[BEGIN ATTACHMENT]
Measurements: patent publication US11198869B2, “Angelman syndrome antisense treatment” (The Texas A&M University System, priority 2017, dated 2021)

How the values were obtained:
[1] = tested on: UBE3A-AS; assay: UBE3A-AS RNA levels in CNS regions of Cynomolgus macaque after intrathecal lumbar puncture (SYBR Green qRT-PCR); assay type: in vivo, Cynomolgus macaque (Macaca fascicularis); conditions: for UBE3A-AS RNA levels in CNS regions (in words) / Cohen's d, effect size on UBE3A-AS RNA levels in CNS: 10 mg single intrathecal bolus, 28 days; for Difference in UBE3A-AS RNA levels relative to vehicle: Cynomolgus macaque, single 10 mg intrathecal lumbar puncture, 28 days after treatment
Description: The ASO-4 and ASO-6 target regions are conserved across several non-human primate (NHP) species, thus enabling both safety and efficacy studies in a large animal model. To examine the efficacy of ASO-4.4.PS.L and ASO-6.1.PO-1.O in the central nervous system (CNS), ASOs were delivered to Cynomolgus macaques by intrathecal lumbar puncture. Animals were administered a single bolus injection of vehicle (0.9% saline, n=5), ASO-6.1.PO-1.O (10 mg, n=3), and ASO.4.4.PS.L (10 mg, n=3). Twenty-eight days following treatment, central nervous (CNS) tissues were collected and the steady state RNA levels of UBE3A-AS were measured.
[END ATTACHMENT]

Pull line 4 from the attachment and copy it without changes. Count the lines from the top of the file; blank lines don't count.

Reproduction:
Description: The ASO-4 and ASO-6 target regions are conserved across several non-human primate (NHP) species, thus enabling both safety and efficacy studies in a large animal model. To examine the efficacy of ASO-4.4.PS.L and ASO-6.1.PO-1.O in the central nervous system (CNS), ASOs were delivered to Cynomolgus macaques by intrathecal lumbar puncture. Animals were administered a single bolus injection of vehicle (0.9% saline, n=5), ASO-6.1.PO-1.O (10 mg, n=3), and ASO.4.4.PS.L (10 mg, n=3). Twenty-eight days following treatment, central nervous (CNS) tissues were collected and the steady state RNA levels of UBE3A-AS were measured.